La Bête at the Music Box, or my year in miniature
What a bland and listless Broadway season! In fact—weeks of glamorous international travel aside—"bland" and "listless" were the trademarks of my year. Broadway is a symptom, she said. I am the disease. Melancholy, tentative, chaotic, reaching out in ten thousand directions and finding not a toehold. A lot of sighing. Tears. Early closures. Snoring in the aisles. Skipping from the next thing to the next—the answer is just around that corner!—and nothing absorbed. Broadway and I spent most of 2010 trying to crawl back into 2009. Did you sense this or did we fool you? Did you believe the flag we waved that said "All is well!" when really, nothing, at all, was anything close to well? We don't know what to be when we grow up, Broadway and I, which is a problem of epic significance on an ant farm scale. Dark thoughts! But small ones.
The danger is making a religion out of soul searching, of self improving, when really, who gives a shit? Life and theatre go on and on and on. The parts all work, they move us forward, and another year waits to punch us in the face. I'll be reading a lot of Beckett, obviously.
Example #1: Have you seen this video, where this middle-aged white guy walks into a school board meeting in Florida, pulls out a gun and very calmly starts shooting at people? Where the fuck do you go after that? He was crazy and all, but still: How is every single minute of your life not a joke when a thing like this is possible at something as boring as a school board meeting? Jesus Christ!
Example #2: When I got out of bed this morning, I heard a noise coming from the kitchen, so I did what I usually do, which was to open up the cupboard under the sink to make sure there were no rodents cavorting with my cookware. The kitchen was dark and I wasn't fully awake, but the first thing I saw was a mouse crouching in one corner, behind the toilet bowl cleaner, and to my credit I did not scream. Instead I slammed the door shut, pulled on a pair of heavy leather boots over my jammies, and placed a frantic call to Sarah, whose first weary-yet-patient question was, "Are you sure it's a mouse?" What the hell! I know what a mouse looks like! But I turned on the lights anyway and slowly opened the cupboard door, and what I saw crouching behind the toilet bowl cleaner wasn't so much a mouse as an Oxo mini salad spinner made out of clear plastic with a big, black, mouse-like button in the center. So you can see how I was confused.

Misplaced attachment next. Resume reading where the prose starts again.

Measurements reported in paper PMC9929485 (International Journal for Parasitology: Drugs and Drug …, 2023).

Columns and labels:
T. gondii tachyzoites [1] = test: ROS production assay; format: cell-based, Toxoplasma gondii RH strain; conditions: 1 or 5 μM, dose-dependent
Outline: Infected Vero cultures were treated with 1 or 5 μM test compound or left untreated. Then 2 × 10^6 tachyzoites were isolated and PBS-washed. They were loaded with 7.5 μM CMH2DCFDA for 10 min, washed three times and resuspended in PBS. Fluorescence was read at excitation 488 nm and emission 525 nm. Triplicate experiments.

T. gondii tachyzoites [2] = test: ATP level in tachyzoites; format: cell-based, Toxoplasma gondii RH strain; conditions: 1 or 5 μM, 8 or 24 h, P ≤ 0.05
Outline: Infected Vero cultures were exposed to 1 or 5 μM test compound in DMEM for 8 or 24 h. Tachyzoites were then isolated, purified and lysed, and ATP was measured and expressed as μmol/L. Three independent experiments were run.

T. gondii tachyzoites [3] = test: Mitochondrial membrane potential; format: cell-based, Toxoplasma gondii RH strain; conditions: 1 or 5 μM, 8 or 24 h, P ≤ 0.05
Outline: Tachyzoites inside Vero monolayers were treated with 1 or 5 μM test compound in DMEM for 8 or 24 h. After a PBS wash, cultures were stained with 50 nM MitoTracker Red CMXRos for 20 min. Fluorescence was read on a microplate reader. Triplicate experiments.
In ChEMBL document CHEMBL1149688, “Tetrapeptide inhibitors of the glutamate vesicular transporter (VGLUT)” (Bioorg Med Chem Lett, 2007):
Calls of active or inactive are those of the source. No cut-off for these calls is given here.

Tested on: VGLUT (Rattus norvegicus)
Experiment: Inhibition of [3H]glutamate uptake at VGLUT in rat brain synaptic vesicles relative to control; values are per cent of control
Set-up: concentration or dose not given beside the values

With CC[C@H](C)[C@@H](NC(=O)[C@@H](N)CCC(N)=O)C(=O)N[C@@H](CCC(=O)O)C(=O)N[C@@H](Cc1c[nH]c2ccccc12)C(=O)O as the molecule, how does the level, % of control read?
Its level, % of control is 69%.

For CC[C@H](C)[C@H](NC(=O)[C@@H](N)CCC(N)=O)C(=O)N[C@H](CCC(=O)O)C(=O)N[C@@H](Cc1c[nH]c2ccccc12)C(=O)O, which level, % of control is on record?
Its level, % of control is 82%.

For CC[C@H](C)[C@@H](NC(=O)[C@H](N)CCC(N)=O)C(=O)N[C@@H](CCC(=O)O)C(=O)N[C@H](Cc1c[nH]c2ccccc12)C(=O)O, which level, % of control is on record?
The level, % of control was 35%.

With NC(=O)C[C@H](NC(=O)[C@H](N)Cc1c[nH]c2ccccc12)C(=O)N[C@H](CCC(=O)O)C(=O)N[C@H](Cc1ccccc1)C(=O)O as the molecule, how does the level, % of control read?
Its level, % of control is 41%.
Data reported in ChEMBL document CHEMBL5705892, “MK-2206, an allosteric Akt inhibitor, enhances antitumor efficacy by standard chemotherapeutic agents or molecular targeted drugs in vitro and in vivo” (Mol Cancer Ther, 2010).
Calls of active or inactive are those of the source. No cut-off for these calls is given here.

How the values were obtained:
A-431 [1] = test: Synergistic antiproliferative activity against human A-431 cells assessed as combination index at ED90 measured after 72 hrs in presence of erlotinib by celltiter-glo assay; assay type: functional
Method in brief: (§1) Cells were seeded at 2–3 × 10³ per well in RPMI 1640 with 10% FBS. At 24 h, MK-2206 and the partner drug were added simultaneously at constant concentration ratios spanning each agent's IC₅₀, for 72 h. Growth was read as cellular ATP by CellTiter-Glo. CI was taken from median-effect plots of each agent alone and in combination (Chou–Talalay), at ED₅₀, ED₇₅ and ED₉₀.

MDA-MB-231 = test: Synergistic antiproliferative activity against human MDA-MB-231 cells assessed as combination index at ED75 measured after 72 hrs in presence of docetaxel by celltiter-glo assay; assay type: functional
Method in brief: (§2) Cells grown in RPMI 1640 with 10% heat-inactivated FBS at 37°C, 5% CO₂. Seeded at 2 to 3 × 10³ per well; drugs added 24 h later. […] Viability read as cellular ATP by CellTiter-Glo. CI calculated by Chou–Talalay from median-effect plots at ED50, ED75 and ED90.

I sense I have meandered from the plot here.
La Bête: a serious-minded playwright in 17th-century France (David Hyde Pierce) is thrown for an existential loop when his patron, a lovely but appropriately imperious princess played by Joanna Lumley, insists that he add a bumbling street clown to his theatrical troupe. This is Mark Rylance, paired with a set of false teeth and a recreationally medicated style of delivery that foretells a middle-period James Franco, all cheekbones and oblivious, gleeful button pushing.
The story pits the purity of artistic intention (does art exist for art's sake?) against the desire to simply entertain (does art exist to satisfy an audience?) and seems to answer both in the affirmative: yes, morally we are the measure of the choices that we make, and yes, we do enjoy a fart joke, of which there are several. Its very means of presentation throws the balance all to one side, though, as Rylance takes off on a 30-minute near-monologue at the beginning, a tour de force of self-involved boobery that annihilates everything in its wake. This is logorrhea as a heroic dedication to itself, and thus perfectly Twitter-made: a character defined by the vacant babble of every meandering, disconnected, context-free thought that comes into his head. What starts out as whimsy turns almost tragic by the end, as you wonder what sort of hollow is being painted over by so much nonsense.
But that's a question we're meant to ask ourselves, if at all, and it's a bit of a slog after that, advancing by inches without actually developing anything (ho ho ho, like this blog post!) and closing with a didactic, fog-enshrouded thud. But did you enjoy it? Oh yes! I laughed my bargain-priced-ticket tail off, along with most of the audience (save the gray-headed dame ahead of us who nodded off loudly towards the middle) and marked it in the win column for the season. It felt churlish and un-American not to. Topnotch performances, solid direction, high gloss and hearty style, and it left me the minute I left the theater.
It's closing early, by the way. Would that 2010 could do the same.